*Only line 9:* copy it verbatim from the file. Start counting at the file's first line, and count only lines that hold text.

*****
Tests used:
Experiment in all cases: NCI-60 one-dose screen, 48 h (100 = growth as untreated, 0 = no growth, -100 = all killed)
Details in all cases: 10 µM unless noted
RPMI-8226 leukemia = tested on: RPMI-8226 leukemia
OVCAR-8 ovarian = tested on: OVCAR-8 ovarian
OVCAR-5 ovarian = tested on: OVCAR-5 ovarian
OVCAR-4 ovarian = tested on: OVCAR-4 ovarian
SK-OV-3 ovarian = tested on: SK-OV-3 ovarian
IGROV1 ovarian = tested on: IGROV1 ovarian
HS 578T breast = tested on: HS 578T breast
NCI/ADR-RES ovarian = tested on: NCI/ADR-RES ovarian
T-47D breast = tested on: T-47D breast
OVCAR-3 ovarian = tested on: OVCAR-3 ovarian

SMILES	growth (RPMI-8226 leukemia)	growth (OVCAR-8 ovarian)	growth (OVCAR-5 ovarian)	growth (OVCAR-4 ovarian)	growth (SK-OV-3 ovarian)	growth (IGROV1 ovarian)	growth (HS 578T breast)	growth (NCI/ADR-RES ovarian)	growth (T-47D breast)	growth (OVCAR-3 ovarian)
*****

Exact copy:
IGROV1 ovarian = tested on: IGROV1 ovarian